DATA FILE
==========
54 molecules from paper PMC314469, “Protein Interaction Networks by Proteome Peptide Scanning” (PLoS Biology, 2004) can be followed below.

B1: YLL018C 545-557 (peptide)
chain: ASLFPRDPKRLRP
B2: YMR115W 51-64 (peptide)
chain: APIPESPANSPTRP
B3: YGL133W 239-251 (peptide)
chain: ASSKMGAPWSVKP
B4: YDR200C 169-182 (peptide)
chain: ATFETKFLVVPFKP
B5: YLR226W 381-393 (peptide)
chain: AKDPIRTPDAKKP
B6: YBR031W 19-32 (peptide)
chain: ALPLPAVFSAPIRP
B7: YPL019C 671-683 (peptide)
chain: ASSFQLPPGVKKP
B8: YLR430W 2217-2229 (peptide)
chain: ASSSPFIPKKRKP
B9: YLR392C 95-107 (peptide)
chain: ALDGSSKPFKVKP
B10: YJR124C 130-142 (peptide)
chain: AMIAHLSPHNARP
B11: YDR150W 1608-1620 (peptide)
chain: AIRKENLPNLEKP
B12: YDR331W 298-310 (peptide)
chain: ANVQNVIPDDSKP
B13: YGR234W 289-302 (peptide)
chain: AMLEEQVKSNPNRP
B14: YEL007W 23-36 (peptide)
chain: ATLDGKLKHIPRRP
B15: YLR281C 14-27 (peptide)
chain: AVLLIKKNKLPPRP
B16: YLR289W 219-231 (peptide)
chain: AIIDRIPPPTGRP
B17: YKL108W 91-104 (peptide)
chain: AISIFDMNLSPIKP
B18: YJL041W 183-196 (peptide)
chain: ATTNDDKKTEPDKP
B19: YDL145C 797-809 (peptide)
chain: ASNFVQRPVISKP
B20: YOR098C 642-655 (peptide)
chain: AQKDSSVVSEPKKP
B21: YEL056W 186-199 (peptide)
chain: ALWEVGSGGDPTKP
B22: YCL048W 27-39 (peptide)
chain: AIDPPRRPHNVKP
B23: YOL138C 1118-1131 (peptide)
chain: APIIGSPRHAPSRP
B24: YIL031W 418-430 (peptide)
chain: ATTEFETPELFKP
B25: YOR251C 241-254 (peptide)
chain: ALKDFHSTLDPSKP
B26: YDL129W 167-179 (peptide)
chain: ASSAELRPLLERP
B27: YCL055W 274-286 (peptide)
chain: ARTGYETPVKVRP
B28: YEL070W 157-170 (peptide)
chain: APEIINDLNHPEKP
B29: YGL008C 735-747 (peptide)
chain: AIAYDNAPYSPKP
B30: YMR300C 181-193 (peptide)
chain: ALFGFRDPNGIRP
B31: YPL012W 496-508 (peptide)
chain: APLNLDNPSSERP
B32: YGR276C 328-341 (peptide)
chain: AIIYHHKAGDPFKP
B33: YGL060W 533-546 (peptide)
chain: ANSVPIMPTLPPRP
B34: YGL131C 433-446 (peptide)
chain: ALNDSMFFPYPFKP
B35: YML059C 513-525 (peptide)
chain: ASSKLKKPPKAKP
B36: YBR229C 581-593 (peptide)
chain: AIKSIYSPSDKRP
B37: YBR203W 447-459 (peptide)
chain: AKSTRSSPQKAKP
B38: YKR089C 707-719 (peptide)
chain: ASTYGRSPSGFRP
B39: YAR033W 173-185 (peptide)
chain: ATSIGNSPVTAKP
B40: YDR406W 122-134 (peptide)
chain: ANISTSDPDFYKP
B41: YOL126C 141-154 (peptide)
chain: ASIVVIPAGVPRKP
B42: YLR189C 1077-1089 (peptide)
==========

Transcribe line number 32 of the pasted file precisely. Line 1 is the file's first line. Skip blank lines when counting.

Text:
B16: YLR289W 219-231 (peptide)